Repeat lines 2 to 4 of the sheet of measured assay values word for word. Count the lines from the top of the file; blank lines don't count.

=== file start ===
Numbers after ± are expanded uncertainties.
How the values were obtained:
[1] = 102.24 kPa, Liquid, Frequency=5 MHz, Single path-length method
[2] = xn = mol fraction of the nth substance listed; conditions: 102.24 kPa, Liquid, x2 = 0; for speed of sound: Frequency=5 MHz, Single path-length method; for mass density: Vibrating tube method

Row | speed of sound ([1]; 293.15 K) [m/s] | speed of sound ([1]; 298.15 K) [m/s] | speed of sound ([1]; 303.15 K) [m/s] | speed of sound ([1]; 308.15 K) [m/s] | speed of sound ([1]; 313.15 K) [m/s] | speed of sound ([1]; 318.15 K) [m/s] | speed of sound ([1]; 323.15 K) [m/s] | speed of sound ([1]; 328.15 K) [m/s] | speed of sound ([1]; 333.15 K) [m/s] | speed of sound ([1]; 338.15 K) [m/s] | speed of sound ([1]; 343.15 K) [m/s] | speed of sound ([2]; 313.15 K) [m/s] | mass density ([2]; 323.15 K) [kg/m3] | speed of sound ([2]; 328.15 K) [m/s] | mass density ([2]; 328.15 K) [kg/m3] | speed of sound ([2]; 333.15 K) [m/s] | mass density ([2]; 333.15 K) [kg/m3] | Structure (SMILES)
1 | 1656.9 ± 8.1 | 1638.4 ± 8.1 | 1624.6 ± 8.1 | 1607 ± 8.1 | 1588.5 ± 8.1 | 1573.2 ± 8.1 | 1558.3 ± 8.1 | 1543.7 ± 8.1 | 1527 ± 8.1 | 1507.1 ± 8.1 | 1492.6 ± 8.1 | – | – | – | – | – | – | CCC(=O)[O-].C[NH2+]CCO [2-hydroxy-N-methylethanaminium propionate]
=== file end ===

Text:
How the values were obtained:
[1] = 102.24 kPa, Liquid, Frequency=5 MHz, Single path-length method
[2] = xn = mol fraction of the nth substance listed; conditions: 102.24 kPa, Liquid, x2 = 0; for speed of sound: Frequency=5 MHz, Single path-length method; for mass density: Vibrating tube method